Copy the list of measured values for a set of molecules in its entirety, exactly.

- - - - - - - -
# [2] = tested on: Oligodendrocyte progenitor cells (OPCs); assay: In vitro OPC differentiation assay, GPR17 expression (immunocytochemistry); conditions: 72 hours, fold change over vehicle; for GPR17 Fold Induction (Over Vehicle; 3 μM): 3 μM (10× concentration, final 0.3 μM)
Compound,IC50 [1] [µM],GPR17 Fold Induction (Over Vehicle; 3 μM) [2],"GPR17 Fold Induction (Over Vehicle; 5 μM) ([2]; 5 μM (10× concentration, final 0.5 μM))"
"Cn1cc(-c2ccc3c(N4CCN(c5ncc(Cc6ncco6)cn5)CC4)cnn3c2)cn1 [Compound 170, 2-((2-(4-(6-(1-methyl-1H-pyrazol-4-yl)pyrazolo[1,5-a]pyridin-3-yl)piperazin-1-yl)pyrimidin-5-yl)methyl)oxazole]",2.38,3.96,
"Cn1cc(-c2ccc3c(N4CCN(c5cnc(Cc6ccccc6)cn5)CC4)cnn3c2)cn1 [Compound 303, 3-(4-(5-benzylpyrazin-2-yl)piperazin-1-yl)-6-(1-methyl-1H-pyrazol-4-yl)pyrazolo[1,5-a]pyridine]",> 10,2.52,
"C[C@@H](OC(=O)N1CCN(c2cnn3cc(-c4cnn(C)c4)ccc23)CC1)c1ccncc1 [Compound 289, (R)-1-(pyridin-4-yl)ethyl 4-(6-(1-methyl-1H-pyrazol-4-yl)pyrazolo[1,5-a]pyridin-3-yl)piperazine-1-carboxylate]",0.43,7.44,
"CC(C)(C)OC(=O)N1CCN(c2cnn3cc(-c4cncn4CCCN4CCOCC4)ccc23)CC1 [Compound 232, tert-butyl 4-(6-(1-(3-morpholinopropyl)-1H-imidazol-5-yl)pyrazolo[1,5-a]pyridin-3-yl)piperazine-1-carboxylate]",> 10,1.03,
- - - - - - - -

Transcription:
# [2] = tested on: Oligodendrocyte progenitor cells (OPCs); assay: In vitro OPC differentiation assay, GPR17 expression (immunocytochemistry); conditions: 72 hours, fold change over vehicle; for GPR17 Fold Induction (Over Vehicle; 3 μM): 3 μM (10× concentration, final 0.3 μM)
Compound,IC50 [1] [µM],GPR17 Fold Induction (Over Vehicle; 3 μM) [2],"GPR17 Fold Induction (Over Vehicle; 5 μM) ([2]; 5 μM (10× concentration, final 0.5 μM))"
"Cn1cc(-c2ccc3c(N4CCN(c5ncc(Cc6ncco6)cn5)CC4)cnn3c2)cn1 [Compound 170, 2-((2-(4-(6-(1-methyl-1H-pyrazol-4-yl)pyrazolo[1,5-a]pyridin-3-yl)piperazin-1-yl)pyrimidin-5-yl)methyl)oxazole]",2.38,3.96,
"Cn1cc(-c2ccc3c(N4CCN(c5cnc(Cc6ccccc6)cn5)CC4)cnn3c2)cn1 [Compound 303, 3-(4-(5-benzylpyrazin-2-yl)piperazin-1-yl)-6-(1-methyl-1H-pyrazol-4-yl)pyrazolo[1,5-a]pyridine]",> 10,2.52,
"C[C@@H](OC(=O)N1CCN(c2cnn3cc(-c4cnn(C)c4)ccc23)CC1)c1ccncc1 [Compound 289, (R)-1-(pyridin-4-yl)ethyl 4-(6-(1-methyl-1H-pyrazol-4-yl)pyrazolo[1,5-a]pyridin-3-yl)piperazine-1-carboxylate]",0.43,7.44,
"CC(C)(C)OC(=O)N1CCN(c2cnn3cc(-c4cncn4CCCN4CCOCC4)ccc23)CC1 [Compound 232, tert-butyl 4-(6-(1-(3-morpholinopropyl)-1H-imidazol-5-yl)pyrazolo[1,5-a]pyridin-3-yl)piperazine-1-carboxylate]",> 10,1.03,